Wednesday, November 12, 2008

Ergonomics






BARACK Obama won. The world came to know it in less than twenty-four hours. In no time, we Filipinos will be joking about our honorable plebiscites compared to that of the US. We are a developing country and there’s something with my using ‘developing’ instead of ‘third world.’ It was our initial reaction to compare how the process of our elections had been far slower than snails crawling on their own slime. Before we knew it, it will have become an Aunt Sally slowly creeping in and then cliché-ing in our system.

The keyword is ergonomics. It is something how our office corners position us in such a way that we can reach for everything we need,from paper clips to computer keyboard, during office hours. It is something how our kitchens are so convenient that we can negotiate with the stove and the fridge at the same time no matter how oriental our cooking place may be. We, Filipinos, however, are not very keen about convenience in working. Take note of our offices—government halls in particular—and how they are in utter mess. How many of our town or city halls have their registry, revenue, and cashier’s offices in different floors or—worse—different buildings? Or hospitals where the medical supply stores are blocks away from the pharmacies? In UP, for example, the cashier is ridiculously a jeep-ride away from the registrar’s office when in fact the two offices should have been housed in one building. Next time, don’t ever wonder why our government buildings are cramped up with people lining up for documents, appeals, medicines, endorsements, permits, name them.

Even most Filipino homes are not ergonomic in structure. Trust me. How many homes have kitchens that are not actually being used because the owners have had ‘dirty kitchens’ made up in extension rooms. People I have spoken with about these things would assert that ergonomics are for more developed societies where homes and workplaces are constructed with built in magnet-locked cabinets and paneled with fancy wallpapers. But haven’t we thought that we, the poorer ones, are in direr need of ergonomics. Think of the cost, time, space, energy, and other essential things we can save for more valuable matters.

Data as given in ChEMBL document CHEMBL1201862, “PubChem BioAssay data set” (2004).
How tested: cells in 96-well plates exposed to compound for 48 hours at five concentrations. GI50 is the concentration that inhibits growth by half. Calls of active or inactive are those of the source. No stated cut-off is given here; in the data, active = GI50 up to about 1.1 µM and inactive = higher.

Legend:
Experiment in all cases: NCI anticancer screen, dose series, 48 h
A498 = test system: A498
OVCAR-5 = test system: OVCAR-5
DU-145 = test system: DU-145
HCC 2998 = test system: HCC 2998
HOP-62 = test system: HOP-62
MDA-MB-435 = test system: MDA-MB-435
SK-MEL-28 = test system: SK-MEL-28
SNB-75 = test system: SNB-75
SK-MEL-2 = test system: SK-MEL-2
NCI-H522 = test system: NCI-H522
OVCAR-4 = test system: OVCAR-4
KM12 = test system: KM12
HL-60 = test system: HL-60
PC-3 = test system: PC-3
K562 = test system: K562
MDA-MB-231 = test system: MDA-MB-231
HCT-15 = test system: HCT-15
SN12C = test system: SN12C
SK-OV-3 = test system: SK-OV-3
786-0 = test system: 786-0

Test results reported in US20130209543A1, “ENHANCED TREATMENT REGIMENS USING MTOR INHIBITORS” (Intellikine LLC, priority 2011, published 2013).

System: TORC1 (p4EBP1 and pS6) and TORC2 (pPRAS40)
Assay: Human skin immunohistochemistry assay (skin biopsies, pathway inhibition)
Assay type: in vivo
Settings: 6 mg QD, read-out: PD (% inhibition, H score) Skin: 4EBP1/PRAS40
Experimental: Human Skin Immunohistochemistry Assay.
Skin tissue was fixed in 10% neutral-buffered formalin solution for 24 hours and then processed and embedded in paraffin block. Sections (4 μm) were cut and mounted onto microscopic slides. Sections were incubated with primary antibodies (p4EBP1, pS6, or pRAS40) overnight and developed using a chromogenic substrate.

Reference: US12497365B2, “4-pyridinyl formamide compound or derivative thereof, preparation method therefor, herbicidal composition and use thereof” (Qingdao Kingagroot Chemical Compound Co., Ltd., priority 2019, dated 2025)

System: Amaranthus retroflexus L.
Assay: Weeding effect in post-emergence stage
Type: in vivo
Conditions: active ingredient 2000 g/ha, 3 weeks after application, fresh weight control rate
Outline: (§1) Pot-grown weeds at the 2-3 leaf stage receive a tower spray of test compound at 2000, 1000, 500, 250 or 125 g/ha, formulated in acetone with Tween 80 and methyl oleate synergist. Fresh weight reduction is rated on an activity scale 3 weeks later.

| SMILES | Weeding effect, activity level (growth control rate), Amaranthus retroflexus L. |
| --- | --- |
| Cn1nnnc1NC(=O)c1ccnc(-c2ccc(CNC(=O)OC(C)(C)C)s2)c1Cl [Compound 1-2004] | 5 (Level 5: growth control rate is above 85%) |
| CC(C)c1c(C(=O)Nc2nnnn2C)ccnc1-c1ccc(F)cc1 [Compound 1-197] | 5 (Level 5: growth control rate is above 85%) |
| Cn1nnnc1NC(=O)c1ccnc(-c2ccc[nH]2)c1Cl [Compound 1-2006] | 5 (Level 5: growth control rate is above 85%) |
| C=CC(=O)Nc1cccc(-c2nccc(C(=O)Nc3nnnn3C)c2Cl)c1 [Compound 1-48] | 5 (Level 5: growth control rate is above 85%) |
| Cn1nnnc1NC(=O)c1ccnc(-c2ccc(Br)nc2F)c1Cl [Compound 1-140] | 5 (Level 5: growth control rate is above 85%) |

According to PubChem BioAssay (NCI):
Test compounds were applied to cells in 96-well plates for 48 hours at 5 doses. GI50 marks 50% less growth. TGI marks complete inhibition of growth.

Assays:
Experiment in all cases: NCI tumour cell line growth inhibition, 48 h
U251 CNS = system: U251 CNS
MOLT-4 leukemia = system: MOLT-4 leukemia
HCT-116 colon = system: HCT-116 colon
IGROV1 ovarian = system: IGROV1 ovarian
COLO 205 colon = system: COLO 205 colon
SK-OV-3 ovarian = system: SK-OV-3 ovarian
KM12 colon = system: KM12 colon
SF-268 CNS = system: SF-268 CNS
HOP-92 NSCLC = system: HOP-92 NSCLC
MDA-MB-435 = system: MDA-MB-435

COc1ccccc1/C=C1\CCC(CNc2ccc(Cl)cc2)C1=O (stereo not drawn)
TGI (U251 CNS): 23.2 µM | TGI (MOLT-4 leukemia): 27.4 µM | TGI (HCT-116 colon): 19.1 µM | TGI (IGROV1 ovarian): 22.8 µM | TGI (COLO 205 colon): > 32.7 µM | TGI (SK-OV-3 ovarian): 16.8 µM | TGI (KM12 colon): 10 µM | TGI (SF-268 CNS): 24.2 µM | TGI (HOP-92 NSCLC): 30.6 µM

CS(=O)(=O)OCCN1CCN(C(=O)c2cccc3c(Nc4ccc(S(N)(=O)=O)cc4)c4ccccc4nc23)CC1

Our crime investigating bodies boast of modern facilities and yet we have tons of unresolved crimes, from the pettiest to the most complicated. We are awed of how crimes are solved in the CSI series on TV with the investigators sporting sleek aluminum cases with all the gadgets that get evidences. They even got mobile labs. Of course, CSI is half-fiction but nonetheless are hints how ergonomics may help us more in crime busting. I believe we can afford it, considering the figures some police authorities would have spent in Moscow had de la Paz did not mess up.

Our government have already splurged big amount of money for the so-called modernization of our elections. Yet, until the last elections, what we have seen were aged ballot boxes, extra-large brown sheets for the canvassing, bottles of indelible ink that were not really effective, and pencils, felt-tipped pens, and padlocks with the acronym ‘Comelec’ branded on them. I should have not mentioned candlesticks and matches in case of brownouts. Before voting, tedious were the classroom-hopping sprees just looking for one’s precinct. Thus, Philippine elections last for months at most. Here is where most fraud are made.

It’s time I think for us to consider ergonomics as one criterion for everything we do especially now that the whole world is deep in economic trouble. If employers are now looking for employees who are capable of multitasking, the government in its acquisitions should also think of equipment that are long-lasting and have multiple purposes. It’s time to think a little futuristic while other countries no longer think of our futuristic things as futuristic. Think of election computers, electronic canvassing machines, online transmission of votes. Consider eBidding to prevent ghost bidders. Consider the three or four or five-in-one machines instead of buying three or four or five separate machines. Less materials and shorter time, less corruption. Think of these before it’s too late.

Oh, and yes, Barack won, and the world knew it all before the clock ticks twenty-four hours. Perhaps, ergonomically speaking, we should strongly consider bringing back the two-party system.

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